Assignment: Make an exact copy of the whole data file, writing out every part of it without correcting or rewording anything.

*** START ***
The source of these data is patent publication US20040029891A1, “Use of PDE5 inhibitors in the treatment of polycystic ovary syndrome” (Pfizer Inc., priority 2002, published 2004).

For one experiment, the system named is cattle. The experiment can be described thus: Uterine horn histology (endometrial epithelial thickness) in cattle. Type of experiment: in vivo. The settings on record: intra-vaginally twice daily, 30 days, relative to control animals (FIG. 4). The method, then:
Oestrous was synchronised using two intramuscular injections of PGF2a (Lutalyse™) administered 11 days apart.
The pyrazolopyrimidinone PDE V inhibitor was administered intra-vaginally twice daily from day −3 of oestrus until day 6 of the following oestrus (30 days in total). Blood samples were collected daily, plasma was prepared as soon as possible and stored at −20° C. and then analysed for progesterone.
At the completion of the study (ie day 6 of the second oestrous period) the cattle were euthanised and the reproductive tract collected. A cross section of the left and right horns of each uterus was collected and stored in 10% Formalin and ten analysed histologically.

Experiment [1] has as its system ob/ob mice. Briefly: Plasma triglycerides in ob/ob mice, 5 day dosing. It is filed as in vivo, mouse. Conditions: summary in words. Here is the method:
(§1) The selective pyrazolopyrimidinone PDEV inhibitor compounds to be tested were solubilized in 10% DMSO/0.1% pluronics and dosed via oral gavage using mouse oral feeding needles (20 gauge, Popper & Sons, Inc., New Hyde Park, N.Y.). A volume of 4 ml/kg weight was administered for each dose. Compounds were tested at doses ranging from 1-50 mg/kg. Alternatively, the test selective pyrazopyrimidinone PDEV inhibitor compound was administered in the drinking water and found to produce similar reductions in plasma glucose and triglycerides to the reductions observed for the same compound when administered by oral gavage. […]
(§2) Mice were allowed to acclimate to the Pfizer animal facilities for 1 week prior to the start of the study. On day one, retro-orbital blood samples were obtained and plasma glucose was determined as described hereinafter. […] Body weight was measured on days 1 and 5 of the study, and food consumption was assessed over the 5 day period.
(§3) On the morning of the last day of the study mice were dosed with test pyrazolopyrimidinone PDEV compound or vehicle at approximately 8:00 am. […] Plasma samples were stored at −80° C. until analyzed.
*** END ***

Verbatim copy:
The source of these data is patent publication US20040029891A1, “Use of PDE5 inhibitors in the treatment of polycystic ovary syndrome” (Pfizer Inc., priority 2002, published 2004).

For one experiment, the system named is cattle. The experiment can be described thus: Uterine horn histology (endometrial epithelial thickness) in cattle. Type of experiment: in vivo. The settings on record: intra-vaginally twice daily, 30 days, relative to control animals (FIG. 4). The method, then:
Oestrous was synchronised using two intramuscular injections of PGF2a (Lutalyse™) administered 11 days apart.
The pyrazolopyrimidinone PDE V inhibitor was administered intra-vaginally twice daily from day −3 of oestrus until day 6 of the following oestrus (30 days in total). Blood samples were collected daily, plasma was prepared as soon as possible and stored at −20° C. and then analysed for progesterone.
At the completion of the study (ie day 6 of the second oestrous period) the cattle were euthanised and the reproductive tract collected. A cross section of the left and right horns of each uterus was collected and stored in 10% Formalin and ten analysed histologically.

Experiment [1] has as its system ob/ob mice. Briefly: Plasma triglycerides in ob/ob mice, 5 day dosing. It is filed as in vivo, mouse. Conditions: summary in words. Here is the method:
(§1) The selective pyrazolopyrimidinone PDEV inhibitor compounds to be tested were solubilized in 10% DMSO/0.1% pluronics and dosed via oral gavage using mouse oral feeding needles (20 gauge, Popper & Sons, Inc., New Hyde Park, N.Y.). A volume of 4 ml/kg weight was administered for each dose. Compounds were tested at doses ranging from 1-50 mg/kg. Alternatively, the test selective pyrazopyrimidinone PDEV inhibitor compound was administered in the drinking water and found to produce similar reductions in plasma glucose and triglycerides to the reductions observed for the same compound when administered by oral gavage. […]
(§2) Mice were allowed to acclimate to the Pfizer animal facilities for 1 week prior to the start of the study. On day one, retro-orbital blood samples were obtained and plasma glucose was determined as described hereinafter. […] Body weight was measured on days 1 and 5 of the study, and food consumption was assessed over the 5 day period.
(§3) On the morning of the last day of the study mice were dosed with test pyrazolopyrimidinone PDEV compound or vehicle at approximately 8:00 am. […] Plasma samples were stored at −80° C. until analyzed.